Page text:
Science fiction is fun tho and I remember one episode of Stargate SG1 when they used direct lightning strikes to charge the "capacitors" and operate the stargate

cheers
Dave
 

atferrari

Well-Known Member
Long and high antenna

In the radio of a naval station there was a dipole antenna that had been used for radiodifusion service (CW) on 416 KHz, erected at more than 50 or 70 m above ground. It was really long.

Albeit the spark gap was close to the ceiling of a very tall building, it was easy to hear the sparks when a cumulus was passing above.
 

gary350

Well-Known Member
I'm not trying to capture lightning strikes they are 500 to 1000 ft long there is no way to capture that. What I am thinking about is the static electricity in the air. This probably is not practical either because the power is so low. I like to experement it is fun. It would be interesting if I could get a little bit more light maybe a larger coil of wire.....some day. During the peak of the storm the neon stays on all the time plus it flashes bright when there are lightning strikes. I'm not sure if the larger diameter coil makes the neon brighter of if it is because the larger diameter coil has longer wire wound on it. That is something else to experement with, does longer wire or larger diameter make the difference.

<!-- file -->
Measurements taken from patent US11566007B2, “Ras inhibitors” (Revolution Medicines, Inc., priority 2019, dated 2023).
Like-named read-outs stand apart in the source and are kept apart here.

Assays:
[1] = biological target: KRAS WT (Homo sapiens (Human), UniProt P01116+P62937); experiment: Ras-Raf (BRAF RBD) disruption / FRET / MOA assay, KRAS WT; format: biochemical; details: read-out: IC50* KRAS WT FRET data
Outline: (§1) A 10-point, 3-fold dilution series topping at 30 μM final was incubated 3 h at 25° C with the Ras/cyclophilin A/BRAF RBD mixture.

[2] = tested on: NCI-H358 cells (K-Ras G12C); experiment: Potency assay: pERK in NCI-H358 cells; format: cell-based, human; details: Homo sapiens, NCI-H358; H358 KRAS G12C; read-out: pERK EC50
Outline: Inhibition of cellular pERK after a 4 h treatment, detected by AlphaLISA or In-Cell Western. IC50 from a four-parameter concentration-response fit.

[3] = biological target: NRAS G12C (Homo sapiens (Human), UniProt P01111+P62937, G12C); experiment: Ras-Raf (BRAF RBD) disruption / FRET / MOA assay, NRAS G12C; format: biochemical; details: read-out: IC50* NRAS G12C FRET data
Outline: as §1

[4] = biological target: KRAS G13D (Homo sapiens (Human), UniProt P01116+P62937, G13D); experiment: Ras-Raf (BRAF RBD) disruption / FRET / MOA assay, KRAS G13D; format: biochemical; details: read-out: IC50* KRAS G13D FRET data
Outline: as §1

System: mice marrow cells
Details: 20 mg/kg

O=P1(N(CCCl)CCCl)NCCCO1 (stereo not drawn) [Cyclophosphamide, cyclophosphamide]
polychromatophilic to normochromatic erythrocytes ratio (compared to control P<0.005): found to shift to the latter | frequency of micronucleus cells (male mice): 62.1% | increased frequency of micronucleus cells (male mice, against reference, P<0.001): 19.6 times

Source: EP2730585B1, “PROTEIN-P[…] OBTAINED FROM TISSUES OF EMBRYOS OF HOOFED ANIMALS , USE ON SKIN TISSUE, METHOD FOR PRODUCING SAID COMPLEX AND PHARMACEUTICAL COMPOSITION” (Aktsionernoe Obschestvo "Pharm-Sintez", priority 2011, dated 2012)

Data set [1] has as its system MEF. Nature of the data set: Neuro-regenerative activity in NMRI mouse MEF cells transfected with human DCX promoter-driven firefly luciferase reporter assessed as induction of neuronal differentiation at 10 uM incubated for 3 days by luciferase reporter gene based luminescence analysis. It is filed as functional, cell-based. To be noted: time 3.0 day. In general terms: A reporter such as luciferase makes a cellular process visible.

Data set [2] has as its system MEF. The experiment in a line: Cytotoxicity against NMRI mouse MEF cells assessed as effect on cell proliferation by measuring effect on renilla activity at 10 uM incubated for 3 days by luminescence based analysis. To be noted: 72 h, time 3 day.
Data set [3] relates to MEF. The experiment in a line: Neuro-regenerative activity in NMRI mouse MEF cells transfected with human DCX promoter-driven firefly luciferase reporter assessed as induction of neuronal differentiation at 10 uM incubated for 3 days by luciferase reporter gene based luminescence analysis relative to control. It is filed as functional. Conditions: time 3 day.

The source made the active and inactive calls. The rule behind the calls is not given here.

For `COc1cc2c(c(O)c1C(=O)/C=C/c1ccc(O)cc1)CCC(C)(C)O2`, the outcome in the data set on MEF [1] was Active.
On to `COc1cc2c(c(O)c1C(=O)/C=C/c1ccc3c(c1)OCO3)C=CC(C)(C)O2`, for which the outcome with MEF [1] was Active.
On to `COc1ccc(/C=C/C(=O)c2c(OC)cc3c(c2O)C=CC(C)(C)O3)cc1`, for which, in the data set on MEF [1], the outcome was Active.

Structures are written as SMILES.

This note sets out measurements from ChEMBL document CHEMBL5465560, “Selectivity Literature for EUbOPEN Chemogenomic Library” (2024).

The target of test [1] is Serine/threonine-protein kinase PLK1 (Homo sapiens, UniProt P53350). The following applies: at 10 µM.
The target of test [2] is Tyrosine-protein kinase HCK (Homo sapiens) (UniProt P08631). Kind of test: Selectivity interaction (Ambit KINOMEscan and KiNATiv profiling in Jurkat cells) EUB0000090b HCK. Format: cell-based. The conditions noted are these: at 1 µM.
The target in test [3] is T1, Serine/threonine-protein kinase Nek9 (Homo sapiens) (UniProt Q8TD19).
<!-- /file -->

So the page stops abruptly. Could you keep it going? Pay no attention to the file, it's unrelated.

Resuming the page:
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atferrari

Well-Known Member
While I read your post I cannot avoid recalling the so many cases of people injured or killed by lightning in this part of the world. The last case, a lady in the midle of a litoral beach two weeks ago.
 

gary350

Well-Known Member
While I read your post I cannot avoid recalling the so many cases of people injured or killed by lightning in this part of the world. The last case, a lady in the midle of a litoral beach two weeks ago.
That is because she did not have a Faraday Cage.